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China leads in global shift to renewables

Srinivas Mazumdaru
April 5, 2018

Investment in renewable energy continues to grow at a record pace as countries look to move away from fossil fuel-based power production to eco-friendly generation. Over half of world's new solar capacity is in China.

Solarindustrie in China
Image: picture alliance/Zumapress

Global investment in renewable energy continued its upward trajectory last year, raising the proportion of world electricity generated by green sources like wind, solar, biomass and geothermal to a new high, says a new report.   

A record 157 gigawatts of renewable power were commissioned last year, up from 143 gigawatts in 2016 and far out-stripping the net 70 gigawatts of fossil-fuel generating capacity added (after adjusting for the closure of some existing plants) over the same period, revealed the Global Trends in Renewable Energy Investment 2018 report, released on Thursday by UN Environment, the Frankfurt School-UNEP Collaborating Center and Bloomberg New Energy Finance.

Last year was the eighth in a row in which global investment in renewables exceeded $200 billion (€163.2 billion), the report states, adding that since 2004, the world has invested about $2.9 trillion in green energy sources.

The lion's share of this investment went into expanding solar power production, with the world installing a record 98 gigawatts of new solar capacity last year, far more than the net additions of any other technology — renewable, fossil fuel or nuclear.

Portable power stations for Africa

Solar surge

In total, solar power drew investment worth $160.8 billion, up 18 percent year-on-year. It accounted for about 57 percent of last year's total investment for all renewables (excluding large hydro) of $279.8 billion. 

The number far outstripped new investment in coal and gas generation capacity, estimated at a lowly $103 billion.

"The extraordinary surge in solar investment, around the world, shows how much can be achieved when we commit to growth without harming the environment," said the head of UN Environment Erik Solheim in a statement. 

"By investing in renewables, countries can power new communities, improving the lives and livelihoods of the people who live in them, and at the same time cleaning up the air they breathe."

The continuing decline in costs for solar electricity is driving the expansion of its production, the report's authors say.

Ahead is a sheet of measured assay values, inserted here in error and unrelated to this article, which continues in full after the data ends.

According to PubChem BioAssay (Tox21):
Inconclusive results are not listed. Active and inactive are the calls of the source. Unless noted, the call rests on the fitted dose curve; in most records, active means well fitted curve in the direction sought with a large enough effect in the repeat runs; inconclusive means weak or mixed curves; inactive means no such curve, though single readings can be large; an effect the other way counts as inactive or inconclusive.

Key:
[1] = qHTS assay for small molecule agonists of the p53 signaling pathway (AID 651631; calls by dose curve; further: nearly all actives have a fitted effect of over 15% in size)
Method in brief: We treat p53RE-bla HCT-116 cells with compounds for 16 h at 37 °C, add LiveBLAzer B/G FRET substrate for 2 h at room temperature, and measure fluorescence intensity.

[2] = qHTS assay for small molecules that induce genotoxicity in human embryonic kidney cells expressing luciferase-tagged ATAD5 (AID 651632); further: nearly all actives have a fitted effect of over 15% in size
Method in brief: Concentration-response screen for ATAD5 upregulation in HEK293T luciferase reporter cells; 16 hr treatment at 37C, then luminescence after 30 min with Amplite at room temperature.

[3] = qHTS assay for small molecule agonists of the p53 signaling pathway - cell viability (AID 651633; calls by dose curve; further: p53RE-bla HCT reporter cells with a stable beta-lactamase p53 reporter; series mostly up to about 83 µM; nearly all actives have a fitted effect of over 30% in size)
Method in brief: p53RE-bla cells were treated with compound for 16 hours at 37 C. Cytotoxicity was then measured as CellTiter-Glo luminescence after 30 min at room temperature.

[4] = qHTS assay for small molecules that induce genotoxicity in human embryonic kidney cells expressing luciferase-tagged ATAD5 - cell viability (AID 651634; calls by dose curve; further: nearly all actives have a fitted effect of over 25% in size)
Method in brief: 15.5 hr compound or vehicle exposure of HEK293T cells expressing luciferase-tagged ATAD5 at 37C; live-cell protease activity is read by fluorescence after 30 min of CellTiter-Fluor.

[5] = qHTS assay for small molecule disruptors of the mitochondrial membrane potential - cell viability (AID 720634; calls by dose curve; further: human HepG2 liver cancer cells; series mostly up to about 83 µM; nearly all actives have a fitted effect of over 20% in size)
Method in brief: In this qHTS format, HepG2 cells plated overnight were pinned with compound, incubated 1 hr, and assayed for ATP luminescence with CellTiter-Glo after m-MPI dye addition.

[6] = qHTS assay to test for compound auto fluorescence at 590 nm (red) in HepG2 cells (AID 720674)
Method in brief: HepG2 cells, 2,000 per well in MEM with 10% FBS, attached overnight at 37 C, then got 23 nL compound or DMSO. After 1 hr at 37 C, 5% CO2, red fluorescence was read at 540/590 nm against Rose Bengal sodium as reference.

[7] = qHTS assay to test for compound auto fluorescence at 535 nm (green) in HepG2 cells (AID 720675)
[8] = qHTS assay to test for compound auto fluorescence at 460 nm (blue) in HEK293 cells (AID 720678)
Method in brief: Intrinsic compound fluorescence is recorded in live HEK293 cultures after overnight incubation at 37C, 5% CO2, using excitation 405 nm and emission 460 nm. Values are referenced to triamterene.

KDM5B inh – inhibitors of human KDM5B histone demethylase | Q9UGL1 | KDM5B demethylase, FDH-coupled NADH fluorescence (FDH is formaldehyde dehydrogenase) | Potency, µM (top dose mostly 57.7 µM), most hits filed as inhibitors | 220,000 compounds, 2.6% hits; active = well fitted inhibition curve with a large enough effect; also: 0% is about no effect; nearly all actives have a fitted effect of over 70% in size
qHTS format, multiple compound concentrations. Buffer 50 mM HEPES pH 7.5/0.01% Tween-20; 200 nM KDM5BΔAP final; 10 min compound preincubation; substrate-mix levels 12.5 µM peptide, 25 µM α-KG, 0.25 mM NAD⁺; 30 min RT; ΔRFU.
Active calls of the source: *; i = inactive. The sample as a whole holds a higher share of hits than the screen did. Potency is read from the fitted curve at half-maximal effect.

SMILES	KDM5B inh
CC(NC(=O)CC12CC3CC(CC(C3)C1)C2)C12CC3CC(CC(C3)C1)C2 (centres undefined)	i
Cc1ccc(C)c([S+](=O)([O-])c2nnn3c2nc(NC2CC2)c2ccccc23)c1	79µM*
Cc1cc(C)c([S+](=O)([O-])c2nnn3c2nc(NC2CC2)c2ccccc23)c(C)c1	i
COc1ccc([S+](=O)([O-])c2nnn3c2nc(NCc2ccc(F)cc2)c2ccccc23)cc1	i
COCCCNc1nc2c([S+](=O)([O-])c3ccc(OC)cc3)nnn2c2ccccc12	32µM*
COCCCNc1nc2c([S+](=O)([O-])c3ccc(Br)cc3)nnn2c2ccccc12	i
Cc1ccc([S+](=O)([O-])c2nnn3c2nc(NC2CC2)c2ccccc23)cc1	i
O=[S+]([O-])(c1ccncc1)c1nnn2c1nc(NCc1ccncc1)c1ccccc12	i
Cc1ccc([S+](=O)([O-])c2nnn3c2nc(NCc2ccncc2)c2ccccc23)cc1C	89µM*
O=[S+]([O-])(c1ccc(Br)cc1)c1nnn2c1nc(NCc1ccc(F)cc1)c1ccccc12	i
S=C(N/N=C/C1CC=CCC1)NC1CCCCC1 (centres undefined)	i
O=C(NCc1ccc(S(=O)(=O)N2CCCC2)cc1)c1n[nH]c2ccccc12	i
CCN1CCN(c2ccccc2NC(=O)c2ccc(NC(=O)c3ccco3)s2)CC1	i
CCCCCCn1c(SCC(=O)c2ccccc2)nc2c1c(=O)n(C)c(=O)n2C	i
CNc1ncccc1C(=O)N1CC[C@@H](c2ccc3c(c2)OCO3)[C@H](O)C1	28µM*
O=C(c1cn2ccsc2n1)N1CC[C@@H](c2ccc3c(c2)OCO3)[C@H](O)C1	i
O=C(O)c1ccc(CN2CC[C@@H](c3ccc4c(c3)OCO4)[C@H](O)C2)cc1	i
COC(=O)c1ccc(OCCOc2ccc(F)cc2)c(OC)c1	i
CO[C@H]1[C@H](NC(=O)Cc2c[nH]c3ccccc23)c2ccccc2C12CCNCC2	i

In fact, the cost of solar power production plunged 73 percent between 2010 and 2017, according to the International Renewable Energy Agency, which predicts it will continue to fall.

Uneven growth paths

China was at the forefront of this solar boom, adding some 53 gigawatts of capacity, equivalent to more than half the global total. The Asian giant's total investment in renewables — at a record $126.6 billion — was also by far the highest in the world.

Despite being the largest investor in renewable energy, China has faced an uphill battle transitioning from coal, which is used to generate roughly three-quarters of its power, according to the International Energy Agency. China burns more coal than any other country worldwide and bears the title of top greenhouse gas emitter.

Still, the country is seen as a potential leader in the fight against climate change after US President Donald Trump withdrew his country from the Paris accord struck in 2015.

Renewable energy investment in some big markets like Europe and the US, meanwhile, have suffered a decline, according to the report.

The US saw a drop of 6 percent in investment, amounting to about $40.5 billion, while Europe faced a much bigger fall of around 36 percent, to $40.9 billion. 

Investment in Germany — viewed as a pioneer of renewable energy technologies — slipped 35 percent due to "lower costs per MW [megawatts] for offshore wind, and uncertainty over a shift to auctions for onshore wind," the report notes. 

"In countries that saw lower investment, it generally reflected a mixture of changes in policy support, the timing of large project financings, such as in offshore wind, and lower capital costs per megawatt," Angus McCrone, chief editor of Bloomberg New Energy Finance and lead author of the report, said in a statement.

Countries worldwide have been increasingly looking for green sources of energy as part of their efforts to combat climate change.